Hair-Cell Tip-Link Anchors
Zhigang Xu, Anthony W. Peng, Kazuo Oshima, and Stefan Heller
(see pages 11269–11276)
Mechanical deflection of the stereocilia on hair cells opens transduction channels and thus modulates neurotransmitter release. Each stereocilium is connected to an adjacent stereocilium by a rigid structure called a tip link, which is composed of cadherin 23 and protocadherin 15. Deflection of stereocilia increases tension in the tip link, which is thought to interact with intracellular scaffolding proteins to pull open a transduction channel. Few of the intracellular proteins involved in hair-cell mechanotransduction have been identified. By screening for proteins that interact with the intracellular domain of cadherin 23, Xu et al. have found a scaffolding protein that may help to structure the intracellular transduction complex. The protein, MAGI-1, is a membrane-associated guanylate kinase that has multiple protein-binding domains. In other cells, MAGI-1 interacts with cytoskeletal proteins to form a strong mechanical backbone. In stereocilia, it could couple the tip link to the actin core.
Linking Extracellular Cues to Cytoskeletal Changes
Catherine Pawson, Benjamin A. Eaton, and Graeme W. Davis
(see pages 11111–11123)
Synaptic development is regulated by extracellular cues that bind to receptors on axon terminals and trigger localized changes in actin and microtubules. Many of the extracellular cues, receptors, and cytoskeletal proteins involved in this process have been identified. In comparison, little is known about the molecules that link membrane-associated cues to cytoskeletal changes. Using genetic manipulations and a newly developed technique in which active microtubule tips are selectively labeled with GFP, Pawson et al. have identified the protein encoded by the diaphanous gene as one such link. Diaphanous protein is expressed presynaptically in Drosophila motor neurons, and diaphanous knock-out reduced the number of synaptic boutons at the neuromuscular junction. Genetic rescue experiments suggested that the receptor tyrosine phosphatase Dlar (which is activated by extracellular proteoglycan molecules) activates the guanine nucleotide exchange factor Trio, which activates the GTPase that activates Diaphanous, which promotes actin assembly and stabilizes microtubules.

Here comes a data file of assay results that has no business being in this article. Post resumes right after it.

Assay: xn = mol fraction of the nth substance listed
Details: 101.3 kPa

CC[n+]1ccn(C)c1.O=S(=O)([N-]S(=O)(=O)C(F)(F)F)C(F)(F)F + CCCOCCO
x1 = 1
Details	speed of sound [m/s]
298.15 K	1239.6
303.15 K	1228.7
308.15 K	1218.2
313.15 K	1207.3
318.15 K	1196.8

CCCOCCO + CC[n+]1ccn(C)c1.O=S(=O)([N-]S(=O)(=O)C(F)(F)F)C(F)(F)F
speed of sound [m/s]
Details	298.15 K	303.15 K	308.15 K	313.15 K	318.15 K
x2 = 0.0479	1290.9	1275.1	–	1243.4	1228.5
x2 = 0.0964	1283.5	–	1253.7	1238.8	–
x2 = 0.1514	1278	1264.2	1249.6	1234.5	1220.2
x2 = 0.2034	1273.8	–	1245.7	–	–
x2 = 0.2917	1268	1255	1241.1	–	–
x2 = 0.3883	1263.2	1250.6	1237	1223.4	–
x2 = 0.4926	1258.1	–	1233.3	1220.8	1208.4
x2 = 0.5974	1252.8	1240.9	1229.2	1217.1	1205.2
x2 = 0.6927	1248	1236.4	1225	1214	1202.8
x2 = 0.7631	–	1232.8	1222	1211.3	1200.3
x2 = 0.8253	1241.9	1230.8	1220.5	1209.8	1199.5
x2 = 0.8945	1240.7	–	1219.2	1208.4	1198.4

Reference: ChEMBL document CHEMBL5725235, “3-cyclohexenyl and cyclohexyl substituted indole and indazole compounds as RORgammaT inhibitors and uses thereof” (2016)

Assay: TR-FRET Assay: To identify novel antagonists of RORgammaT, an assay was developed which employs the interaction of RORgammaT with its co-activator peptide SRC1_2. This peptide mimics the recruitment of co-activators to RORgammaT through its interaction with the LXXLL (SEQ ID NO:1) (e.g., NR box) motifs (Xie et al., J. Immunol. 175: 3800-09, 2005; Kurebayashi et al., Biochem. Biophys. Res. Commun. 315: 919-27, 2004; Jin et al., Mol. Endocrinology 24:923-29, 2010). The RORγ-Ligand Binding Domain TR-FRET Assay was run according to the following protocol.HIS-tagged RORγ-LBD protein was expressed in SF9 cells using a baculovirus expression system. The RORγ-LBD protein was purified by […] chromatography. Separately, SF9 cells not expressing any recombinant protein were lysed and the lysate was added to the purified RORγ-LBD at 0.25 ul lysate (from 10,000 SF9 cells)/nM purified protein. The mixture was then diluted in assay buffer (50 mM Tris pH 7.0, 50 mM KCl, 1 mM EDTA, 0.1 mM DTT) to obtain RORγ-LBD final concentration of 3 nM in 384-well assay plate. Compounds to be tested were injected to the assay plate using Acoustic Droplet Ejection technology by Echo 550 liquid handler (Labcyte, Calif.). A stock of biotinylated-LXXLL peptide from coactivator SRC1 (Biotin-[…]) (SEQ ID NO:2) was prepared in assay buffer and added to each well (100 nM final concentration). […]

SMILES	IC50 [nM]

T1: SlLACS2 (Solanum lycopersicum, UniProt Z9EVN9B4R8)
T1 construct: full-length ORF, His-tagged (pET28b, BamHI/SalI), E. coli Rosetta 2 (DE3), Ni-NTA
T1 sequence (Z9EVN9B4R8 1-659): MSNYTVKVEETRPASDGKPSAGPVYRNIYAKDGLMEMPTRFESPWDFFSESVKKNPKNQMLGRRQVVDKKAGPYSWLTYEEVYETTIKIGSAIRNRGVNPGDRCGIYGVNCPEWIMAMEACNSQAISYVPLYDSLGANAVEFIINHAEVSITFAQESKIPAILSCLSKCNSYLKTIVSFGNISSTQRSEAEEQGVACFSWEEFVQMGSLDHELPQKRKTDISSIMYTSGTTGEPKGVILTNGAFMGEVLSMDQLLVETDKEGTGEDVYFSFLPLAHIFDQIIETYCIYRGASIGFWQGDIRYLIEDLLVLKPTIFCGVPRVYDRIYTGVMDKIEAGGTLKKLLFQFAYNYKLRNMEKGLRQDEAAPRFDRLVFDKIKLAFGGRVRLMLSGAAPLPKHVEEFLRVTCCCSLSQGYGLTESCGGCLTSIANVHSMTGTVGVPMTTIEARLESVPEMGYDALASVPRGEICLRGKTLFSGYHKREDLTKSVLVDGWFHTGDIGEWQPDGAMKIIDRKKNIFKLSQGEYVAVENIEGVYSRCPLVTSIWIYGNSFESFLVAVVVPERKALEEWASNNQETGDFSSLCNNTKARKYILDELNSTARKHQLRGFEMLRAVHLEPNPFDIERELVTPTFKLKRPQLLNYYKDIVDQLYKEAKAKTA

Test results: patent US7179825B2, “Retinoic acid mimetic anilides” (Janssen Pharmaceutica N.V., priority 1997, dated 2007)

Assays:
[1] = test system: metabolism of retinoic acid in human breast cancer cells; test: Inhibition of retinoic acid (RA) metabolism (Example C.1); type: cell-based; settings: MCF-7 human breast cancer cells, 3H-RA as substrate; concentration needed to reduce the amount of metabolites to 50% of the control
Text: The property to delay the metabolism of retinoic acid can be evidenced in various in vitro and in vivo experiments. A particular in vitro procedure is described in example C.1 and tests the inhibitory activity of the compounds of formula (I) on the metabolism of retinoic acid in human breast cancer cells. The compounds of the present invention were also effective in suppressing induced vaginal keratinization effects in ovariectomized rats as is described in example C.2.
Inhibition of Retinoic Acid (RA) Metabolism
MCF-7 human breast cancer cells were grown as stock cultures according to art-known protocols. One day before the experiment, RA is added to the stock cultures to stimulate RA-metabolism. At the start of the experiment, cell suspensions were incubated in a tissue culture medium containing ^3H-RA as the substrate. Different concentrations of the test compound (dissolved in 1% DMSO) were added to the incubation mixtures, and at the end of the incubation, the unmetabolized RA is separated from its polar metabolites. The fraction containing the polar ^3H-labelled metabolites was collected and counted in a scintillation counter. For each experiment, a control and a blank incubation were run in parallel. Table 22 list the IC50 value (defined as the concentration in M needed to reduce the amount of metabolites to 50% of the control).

No Evidence of Human Mirror Neurons
Ilan Dinstein, Justin L. Gardner, Mehrdad Jazayeri, and David J. Heeger
(see pages 11231–11239)
Mirror neurons, which respond both when an action is observed and when the same action is performed, were discovered using single-cell recordings in premotor cortex of monkeys. Mirror neurons are thought to be involved in action understanding and imitation. They have been hypothesized to underlie the evolution of language, and their dysfunction has been proposed to underlie autism. Direct evidence of mirror neurons—which requires recording from single neurons during action observation and performance—has not been obtained in humans, however, so assigning them a role in human cognitive functions may be premature. Seeking indirect evidence for human mirror neurons, Dinstein et al. have performed multivariate pattern classification on functional magnetic resonance imaging data. Specific, repeatable patterns of activity were detected in the presumptive mirror-neuron region of human cortex in response to observed or performed actions. Importantly, however, observation and performance regions did not overlap, suggesting that relatively few mirror neurons were present.
Neurobiology of Disease
Cannabinoids and Cancer Pain
Iryna A. Khasabova, Sergey G. Khasabov, Catherine Harding-Rose, Lia G. Coicou, Bryan A. Seybold, Amy E. Lindberg, Christopher D. Steevens, Donald A. Simone, and Virginia S. Seybold
(see pages 11141–11152)
The endocannabinoid anandamide is derived from postsynaptic membrane precursors and diffuses retrogradely across the synapse to activate presynaptic cannabinoid receptors, leading to reduced presynaptic calcium influx and decreased neurotransmitter release. In nociceptive pathways, cannabinoid-mediated inhibition modulates sensitivity to pain. This week, Khasabova et al. show that reduction of endogenous anandamide levels contributes to cancer-related pain in mice. Injection of bone cancer cells increased expression of the enzyme that catabolizes anandamide, fatty acid amide hydrolase (FAAH), in the dorsal root ganglion. Increased FAAH activity reduced the levels of anandamide in sensory neurons and skin, and it increased sensitivity to pain. Injection of an FAAH inhibitor increased anandamide levels and produced long-lasting reduction of pain responses. Although cannabinoids are also effective analgesics, their usefulness is limited by their rapid catabolism by FAAH. Therefore, FAAH inhibitors may provide a more effective treatment for neuropathic and cancer-related pain.